A flame my love, a frequency, the new full-length by Colleen (AKA Cécile Schott), is an album of transformations. A composer who has favored the viola de gamba (and other baroque instruments) with touches of electronic processing in her previous six albums, she makes the leap in her new work to fully electronic instrumentation.
Her seventh album emerged out of another shift that occurred over the course of a single day in Paris. Now based in Spain, Schott had returned to her former home in France for a visit in November 2015, where she saw a lovely scene of people enjoying the afternoon. Later that night, the same scene transformed into a scene of terror with the coordinated attacks that took place at cafes, bars, and a stadium and concert venue.
Though a heavy, despairing sound might seem a natural response to such an event, Colleen’s A flame my love, a frequency is remarkably light. Delicate and based on suggestion rather than profusion, the album seems to capture the ominous glow of the afternoon before the terror more than its mournful aftermath. It opens with “November,” the briefest and sparsest track, built on a single, twinkling synth voice that flutters forward for a phrase, then pauses. With that, the album promises a space for reflection.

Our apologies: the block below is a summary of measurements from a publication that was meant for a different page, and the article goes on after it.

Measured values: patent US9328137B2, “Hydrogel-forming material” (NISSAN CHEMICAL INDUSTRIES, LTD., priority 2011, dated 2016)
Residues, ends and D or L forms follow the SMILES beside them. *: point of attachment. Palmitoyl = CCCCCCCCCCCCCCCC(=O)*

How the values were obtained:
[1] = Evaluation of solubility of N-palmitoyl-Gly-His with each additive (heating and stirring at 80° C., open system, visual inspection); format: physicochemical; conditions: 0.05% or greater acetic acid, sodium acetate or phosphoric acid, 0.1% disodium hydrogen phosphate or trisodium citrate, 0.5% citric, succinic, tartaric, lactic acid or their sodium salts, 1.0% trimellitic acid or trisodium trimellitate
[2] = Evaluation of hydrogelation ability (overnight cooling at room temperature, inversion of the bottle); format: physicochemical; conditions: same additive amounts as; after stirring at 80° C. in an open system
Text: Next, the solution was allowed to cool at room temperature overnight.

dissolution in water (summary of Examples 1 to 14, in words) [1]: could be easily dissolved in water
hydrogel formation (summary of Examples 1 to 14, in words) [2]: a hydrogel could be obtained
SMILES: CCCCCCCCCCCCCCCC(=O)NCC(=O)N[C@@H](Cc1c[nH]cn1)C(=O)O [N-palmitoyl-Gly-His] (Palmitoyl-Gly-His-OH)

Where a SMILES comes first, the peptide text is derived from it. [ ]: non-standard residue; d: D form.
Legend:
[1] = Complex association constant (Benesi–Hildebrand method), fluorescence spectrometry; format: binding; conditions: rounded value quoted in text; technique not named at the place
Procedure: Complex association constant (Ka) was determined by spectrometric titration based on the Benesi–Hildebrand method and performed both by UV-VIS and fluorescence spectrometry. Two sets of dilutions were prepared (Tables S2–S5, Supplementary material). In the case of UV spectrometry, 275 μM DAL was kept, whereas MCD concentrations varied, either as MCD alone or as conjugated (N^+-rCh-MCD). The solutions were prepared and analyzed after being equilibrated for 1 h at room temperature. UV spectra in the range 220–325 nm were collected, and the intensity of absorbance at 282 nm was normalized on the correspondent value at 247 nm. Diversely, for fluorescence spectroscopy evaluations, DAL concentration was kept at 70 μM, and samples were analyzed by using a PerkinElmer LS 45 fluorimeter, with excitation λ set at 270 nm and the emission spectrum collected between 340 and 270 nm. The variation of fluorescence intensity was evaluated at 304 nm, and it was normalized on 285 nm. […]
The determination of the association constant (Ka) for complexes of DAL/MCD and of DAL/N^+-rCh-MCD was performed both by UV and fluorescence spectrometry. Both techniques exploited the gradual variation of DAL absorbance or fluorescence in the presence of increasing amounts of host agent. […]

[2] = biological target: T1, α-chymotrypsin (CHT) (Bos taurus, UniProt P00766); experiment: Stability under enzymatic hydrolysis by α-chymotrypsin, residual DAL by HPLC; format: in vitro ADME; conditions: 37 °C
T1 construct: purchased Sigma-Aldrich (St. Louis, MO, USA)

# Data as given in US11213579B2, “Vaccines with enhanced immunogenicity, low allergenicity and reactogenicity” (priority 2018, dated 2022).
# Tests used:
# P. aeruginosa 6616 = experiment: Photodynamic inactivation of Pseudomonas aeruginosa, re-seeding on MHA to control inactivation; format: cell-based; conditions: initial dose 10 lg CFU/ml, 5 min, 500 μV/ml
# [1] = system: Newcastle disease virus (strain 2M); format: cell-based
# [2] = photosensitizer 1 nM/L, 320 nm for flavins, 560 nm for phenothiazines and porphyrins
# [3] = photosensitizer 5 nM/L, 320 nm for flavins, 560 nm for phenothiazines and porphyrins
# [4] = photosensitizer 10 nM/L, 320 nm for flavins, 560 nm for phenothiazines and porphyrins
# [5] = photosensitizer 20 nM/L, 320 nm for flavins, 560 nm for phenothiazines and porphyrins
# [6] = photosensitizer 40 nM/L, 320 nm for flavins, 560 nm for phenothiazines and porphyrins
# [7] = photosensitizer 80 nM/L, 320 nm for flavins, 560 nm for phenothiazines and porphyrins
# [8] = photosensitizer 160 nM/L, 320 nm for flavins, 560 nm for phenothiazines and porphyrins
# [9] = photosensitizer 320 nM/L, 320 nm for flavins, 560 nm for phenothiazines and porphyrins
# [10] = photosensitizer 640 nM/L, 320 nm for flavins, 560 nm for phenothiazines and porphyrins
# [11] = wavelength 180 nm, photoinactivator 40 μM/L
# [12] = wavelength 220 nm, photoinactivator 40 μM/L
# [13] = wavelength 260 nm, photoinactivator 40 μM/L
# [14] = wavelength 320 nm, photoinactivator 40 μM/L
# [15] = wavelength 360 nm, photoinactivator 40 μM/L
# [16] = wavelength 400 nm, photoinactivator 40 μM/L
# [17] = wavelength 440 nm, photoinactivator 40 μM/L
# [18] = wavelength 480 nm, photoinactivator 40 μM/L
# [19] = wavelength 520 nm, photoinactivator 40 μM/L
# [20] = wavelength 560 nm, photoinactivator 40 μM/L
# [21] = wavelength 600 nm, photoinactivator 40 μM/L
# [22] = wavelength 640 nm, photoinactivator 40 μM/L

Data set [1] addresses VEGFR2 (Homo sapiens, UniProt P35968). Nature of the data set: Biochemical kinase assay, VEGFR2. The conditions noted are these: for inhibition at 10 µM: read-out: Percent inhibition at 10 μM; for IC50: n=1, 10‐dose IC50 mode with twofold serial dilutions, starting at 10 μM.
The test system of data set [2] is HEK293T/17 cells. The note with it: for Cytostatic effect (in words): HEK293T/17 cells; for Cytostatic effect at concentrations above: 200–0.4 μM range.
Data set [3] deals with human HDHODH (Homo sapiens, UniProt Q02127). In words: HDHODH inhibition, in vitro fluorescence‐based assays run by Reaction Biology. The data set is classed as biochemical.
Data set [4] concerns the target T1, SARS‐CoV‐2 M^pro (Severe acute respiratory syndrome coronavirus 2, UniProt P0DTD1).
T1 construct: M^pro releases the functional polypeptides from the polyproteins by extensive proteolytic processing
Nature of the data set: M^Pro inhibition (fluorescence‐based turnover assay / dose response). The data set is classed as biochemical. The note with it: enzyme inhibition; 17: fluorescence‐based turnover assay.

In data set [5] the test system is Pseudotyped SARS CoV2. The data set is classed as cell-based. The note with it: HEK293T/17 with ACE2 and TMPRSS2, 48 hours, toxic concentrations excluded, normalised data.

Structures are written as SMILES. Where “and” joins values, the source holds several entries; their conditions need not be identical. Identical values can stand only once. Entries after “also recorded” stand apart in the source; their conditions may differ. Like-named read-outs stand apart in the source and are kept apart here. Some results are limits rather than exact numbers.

It delivers throughout the seven spacious and beautiful songs that follow. “Separating” smolders with an eery intensity as Schott’s quiet, patient vocals echo over dainty synth lines that form a full orchestra in the gaps between them. “Another world” subtly radiates sadness and surprise as a low, resonant synth pulses and brighter voices dance in the foreground. In “The stars vs creatures,” a warm synth waltzes in pretty arpeggios, haunting with simplicity and a touch of otherworldly delay, before making way for a muted drone later on. Though the artist has replaced classical instruments with Critter and Guitari synthesizers and a Moog filter, she hasn’t completely abandoned them; from the piano sounds on “November” to the mallet-like voices on “The stars vs creatures” and string tones on “Winter dawn,” Schott draws so much warmth and depth out of her electronic palette that it’s easy to forget it comes from a series of circuits. For an album voiced by machines, A flame my love, a frequency maintains an abundance of human feeling.
And for an album influenced by loss, that human feeling maintains an impressive degree of levity. Instead of focusing on the shock of terror itself, Schott seems more concerned with the dissonance between beauty and horror. As she sings in “Winter dawn,” while a low synth pulses in an almost cheery rhythm, “The world had nearly ended yet the sky was blue.” Even after the worst event, beauty can persist. Anyone who listens to Colleen’s new album can attest to that.